Frankfurt (awp/afp) – The Dax index, which brings together the elite of the German stock exchange, will lose its main capitalization, the industrial gas producer Linde, whose shareholders on Wednesday approved a single listing on the New York Stock Exchange.
The German industrialist’s exit casts a shadow on the attractiveness of Germany’s financial center where Linde was the only company to be in the top 100 global valuations, according to firm EY.
Group shareholders on Wednesday approved 93% of the delisting in Frankfurt, Linde said in a statement.
“Linde shareholders will automatically receive one share of the new holding company, which will be listed on the New York Stock Exchange, in exchange for every Linde share they own,” Linde said in a statement.
The group announced in October its intention to maintain a listing only on Wall Street, given that the rules of the operator Deutsche Börse limit its performance on the stock exchange.
Linde – which merged with US rival Praxair in 2018 and has since been listed in Germany and the US – will say goodbye to Dax from 1 March.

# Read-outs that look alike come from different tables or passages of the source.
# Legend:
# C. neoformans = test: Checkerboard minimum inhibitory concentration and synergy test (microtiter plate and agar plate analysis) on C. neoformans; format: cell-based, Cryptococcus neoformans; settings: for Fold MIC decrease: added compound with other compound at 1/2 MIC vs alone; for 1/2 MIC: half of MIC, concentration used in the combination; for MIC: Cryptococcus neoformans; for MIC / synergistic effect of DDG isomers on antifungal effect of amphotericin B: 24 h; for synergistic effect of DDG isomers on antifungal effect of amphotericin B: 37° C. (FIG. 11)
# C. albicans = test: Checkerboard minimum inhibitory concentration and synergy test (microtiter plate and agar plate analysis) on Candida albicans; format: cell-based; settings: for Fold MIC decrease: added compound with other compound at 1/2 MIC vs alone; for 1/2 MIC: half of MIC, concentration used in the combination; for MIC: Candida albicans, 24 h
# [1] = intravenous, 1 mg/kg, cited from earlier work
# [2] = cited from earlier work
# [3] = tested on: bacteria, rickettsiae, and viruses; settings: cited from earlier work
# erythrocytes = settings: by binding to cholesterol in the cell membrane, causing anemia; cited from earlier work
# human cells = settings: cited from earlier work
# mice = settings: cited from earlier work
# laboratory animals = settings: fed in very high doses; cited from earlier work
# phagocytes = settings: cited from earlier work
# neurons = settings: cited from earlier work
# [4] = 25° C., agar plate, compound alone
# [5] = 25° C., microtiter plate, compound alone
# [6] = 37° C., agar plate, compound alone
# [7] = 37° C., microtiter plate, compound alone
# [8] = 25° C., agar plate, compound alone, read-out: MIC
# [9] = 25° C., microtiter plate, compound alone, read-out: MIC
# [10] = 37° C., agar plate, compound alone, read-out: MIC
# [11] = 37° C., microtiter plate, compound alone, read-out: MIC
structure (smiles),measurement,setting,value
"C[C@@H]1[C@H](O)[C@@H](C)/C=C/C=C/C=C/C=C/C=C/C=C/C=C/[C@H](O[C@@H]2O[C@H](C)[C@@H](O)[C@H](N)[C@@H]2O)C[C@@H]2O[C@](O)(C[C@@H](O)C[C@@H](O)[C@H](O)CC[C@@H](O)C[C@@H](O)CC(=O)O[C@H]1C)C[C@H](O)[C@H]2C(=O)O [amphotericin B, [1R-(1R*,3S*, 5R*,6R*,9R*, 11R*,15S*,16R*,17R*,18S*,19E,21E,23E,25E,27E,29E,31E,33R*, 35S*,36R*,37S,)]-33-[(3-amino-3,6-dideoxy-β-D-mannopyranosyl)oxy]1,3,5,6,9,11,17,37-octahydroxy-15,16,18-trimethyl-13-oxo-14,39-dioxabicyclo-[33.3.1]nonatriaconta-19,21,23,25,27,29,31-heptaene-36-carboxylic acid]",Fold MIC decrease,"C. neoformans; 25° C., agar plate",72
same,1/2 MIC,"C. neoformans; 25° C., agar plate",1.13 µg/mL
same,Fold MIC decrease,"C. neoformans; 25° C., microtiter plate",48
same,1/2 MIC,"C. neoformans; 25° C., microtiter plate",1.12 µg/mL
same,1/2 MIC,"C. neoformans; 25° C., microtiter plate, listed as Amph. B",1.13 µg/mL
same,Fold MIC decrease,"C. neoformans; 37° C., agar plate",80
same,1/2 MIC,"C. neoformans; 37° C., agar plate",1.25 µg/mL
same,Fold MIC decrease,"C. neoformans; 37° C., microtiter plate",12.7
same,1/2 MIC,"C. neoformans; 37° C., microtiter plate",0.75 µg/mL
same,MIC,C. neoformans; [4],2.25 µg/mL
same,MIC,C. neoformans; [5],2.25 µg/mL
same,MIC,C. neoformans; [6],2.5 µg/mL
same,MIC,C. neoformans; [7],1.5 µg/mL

“This double listing (…) limited the value of our shares, due to restrictions in Europe”, having “resulted in greater complexity”, said the group’s chief executive, Sanjiv Lamba.
The group is significantly burdened by the rule that prohibits a single security from exceeding 10% of the total weight of the index.
Linde, whose valuation is estimated at around €150 billion, has routinely exceeded this threshold, triggering an automatic share sale.
Without the world leader in industrial gases, the main Dax groups will be the software supplier SAP, whose market value is currently around 130 billion euros, and the industrial group Siemens, with 121 billion euros.
According to German media, it is the arms manufacturer Rheinmetall that should be promoted to replace it among the 40 values of the DAX.
Linde assured that its exit from the Dax will have “no impact on (…) our employees, our customers or our commitment to the regions in which we operate, including Germany, which will continue to be an important market for us”, according to Sanjiv Lamba.